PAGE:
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Why do we need prebiotics?

If you have been looking into how to support your gut health, you may be familiar with the terms ‘prebiotics’ and ‘probiotics’. Although they sound the same, prebiotics have an entirely different role in your body when it comes to digestive health. 

Prebiotics are non-digestible fibre compounds found mostly in plant foods that feed certain types of bacteria in your gut, encouraging them to grow in volume. Although they are a type of dietary fibre, not all fibres are classed as a prebiotic as there is a strict criteria that must be met.

What are probiotics?

A prebiotic must: 

  • Be resistant to the acidic conditions of the stomach

  • Remain undigested until it reaches the colon

  • Be fermented by the gut microbiota.

  • Change the growth or activity of your gut bacteria

Your gut microbiota is the community of trillions of living microbes, including both beneficial and non-beneficial bacteria, that reside in your gut. It's important to nourish and support the health of good gut bacteria to keep them in balance as they perform essential functions in digestion and overall health.

It is thought that an imbalanced gut microbiota, causing a reduction in these good gut bacteria, could contribute to conditions like irritable bowel syndrome (IBS), Coeliac disease and obesity. If you want to improve your overall health, starting with your gut health is key.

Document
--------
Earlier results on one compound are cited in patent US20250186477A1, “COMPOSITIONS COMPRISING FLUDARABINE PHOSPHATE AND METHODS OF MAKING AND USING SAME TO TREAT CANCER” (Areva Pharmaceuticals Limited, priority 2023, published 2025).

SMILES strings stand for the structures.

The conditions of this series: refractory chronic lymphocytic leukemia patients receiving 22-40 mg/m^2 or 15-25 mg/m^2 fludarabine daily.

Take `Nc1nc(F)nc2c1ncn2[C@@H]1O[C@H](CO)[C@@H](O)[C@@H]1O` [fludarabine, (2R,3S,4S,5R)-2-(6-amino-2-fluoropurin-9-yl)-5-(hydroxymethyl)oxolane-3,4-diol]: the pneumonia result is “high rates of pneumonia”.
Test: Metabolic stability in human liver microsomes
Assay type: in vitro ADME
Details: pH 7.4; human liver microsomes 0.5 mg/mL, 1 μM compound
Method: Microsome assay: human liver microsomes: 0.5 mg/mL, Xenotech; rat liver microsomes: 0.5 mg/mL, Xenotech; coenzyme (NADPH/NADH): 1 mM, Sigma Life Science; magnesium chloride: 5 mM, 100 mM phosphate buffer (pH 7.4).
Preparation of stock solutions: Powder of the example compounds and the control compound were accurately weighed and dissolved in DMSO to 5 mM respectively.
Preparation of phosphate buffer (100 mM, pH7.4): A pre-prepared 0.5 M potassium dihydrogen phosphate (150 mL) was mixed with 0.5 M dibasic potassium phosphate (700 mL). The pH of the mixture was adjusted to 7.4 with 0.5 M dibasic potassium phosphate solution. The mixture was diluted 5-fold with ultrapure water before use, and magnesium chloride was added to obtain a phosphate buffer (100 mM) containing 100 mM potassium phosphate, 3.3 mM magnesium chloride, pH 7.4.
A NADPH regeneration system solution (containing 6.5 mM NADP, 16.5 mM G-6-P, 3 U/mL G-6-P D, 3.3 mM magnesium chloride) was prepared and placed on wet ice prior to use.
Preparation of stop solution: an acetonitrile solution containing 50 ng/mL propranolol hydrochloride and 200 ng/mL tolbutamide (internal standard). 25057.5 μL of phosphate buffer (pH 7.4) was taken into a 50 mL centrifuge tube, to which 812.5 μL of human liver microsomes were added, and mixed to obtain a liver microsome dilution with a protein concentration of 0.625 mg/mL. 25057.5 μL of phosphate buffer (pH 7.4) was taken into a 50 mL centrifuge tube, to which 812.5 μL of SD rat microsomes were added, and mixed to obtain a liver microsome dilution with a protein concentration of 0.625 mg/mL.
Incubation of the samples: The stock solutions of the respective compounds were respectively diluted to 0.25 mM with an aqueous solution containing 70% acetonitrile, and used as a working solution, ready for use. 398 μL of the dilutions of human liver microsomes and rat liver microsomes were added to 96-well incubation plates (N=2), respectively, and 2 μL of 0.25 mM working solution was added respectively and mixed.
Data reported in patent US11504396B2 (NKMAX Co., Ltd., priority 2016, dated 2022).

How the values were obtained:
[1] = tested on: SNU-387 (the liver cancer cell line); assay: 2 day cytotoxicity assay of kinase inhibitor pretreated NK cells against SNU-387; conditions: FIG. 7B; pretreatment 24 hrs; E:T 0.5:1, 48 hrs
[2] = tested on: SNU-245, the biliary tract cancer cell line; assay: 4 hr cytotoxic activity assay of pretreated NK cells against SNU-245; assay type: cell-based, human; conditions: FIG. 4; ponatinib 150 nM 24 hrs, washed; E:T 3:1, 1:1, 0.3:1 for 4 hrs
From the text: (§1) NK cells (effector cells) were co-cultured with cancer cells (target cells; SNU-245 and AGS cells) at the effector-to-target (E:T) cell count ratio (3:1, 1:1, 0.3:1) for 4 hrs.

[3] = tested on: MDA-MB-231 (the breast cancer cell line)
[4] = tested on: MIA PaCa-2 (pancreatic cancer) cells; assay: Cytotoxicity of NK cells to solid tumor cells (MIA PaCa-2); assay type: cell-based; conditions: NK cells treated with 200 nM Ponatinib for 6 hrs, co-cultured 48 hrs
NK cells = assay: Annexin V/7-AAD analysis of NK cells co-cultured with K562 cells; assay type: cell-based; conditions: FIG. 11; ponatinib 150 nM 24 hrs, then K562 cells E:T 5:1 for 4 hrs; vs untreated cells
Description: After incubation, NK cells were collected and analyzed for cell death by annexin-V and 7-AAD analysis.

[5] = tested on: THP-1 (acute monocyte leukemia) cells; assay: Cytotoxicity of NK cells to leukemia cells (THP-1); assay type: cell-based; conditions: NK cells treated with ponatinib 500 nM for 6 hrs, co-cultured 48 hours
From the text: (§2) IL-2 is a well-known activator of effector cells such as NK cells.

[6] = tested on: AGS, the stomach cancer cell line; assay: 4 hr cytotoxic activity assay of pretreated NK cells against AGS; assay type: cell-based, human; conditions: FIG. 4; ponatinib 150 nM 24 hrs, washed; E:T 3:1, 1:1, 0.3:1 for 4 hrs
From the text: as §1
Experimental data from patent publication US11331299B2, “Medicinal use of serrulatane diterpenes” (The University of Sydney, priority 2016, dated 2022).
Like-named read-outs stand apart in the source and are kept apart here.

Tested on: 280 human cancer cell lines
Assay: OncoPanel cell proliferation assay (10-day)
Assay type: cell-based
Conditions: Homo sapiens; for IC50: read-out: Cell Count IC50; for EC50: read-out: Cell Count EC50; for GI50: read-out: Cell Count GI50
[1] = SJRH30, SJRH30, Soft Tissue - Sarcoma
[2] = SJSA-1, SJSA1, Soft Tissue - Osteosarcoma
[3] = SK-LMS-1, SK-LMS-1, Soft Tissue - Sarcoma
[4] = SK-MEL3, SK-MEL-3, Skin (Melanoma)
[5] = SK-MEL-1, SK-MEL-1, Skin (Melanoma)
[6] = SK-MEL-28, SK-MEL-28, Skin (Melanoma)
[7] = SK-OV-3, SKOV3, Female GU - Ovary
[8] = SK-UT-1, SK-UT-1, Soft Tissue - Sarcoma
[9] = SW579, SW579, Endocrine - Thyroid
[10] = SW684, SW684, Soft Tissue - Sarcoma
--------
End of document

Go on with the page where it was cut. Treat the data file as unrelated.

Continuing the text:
Why do we need prebiotics?

Prebiotics are a fuel and energy source for your good gut bacteria. They act like a fertiliser, feeding and stimulating the growth of important species of bacteria, including Lactobacillus and Bifidobacteria, allowing them to grow in population and thrive. These good gut bacteria have several beneficial effects on overall health, such as regulating and strengthening your immune system, inhibiting the growth of bad gut bacteria, improving digestion and producing vitamins.

The body isn’t able to break down these prebiotic fibres, so they are passed through the digestive system relatively intact to the gut microbes in your colon. Here they are digested by these microbes, and as a result produce various beneficial metabolites, including vitamins and short chain fatty acids (SCFAs). SCFAs are the end-products of prebiotic fermentation, and they play an important role in supporting gut health. 

Prebiotic benefits 

Prebiotics are not only modulators of your gut microbiota, but they are showing potential in the health of many aspects of the body. The most important benefit of prebiotics is the increased production of short chain fatty acids they cause. SCFAs play key roles in modulating your gut barrier, immune system and inflammatory response.

Why do we need prebiotics for our immune system?

Another essential benefit of prebiotics is that they can help maintain your immune system by nourishing certain types of good gut bacteria that help strengthen your body’s natural defences, including the innate immune system (your first line of defence against pathogens). SCFAs also help to balance your gut microbiota and reduce inflammation.

Why do we need prebiotics to help support our digestion?

Prebiotics promote healthy digestion in many ways - by feeding healthy bacteria and stimulating the growth of more good bacteria in the gut (2). SCFA production by these bacteria play a vital role in improving bowel movement through their stimulating and nourishing effects on epithelial cells (the cells that line your gut).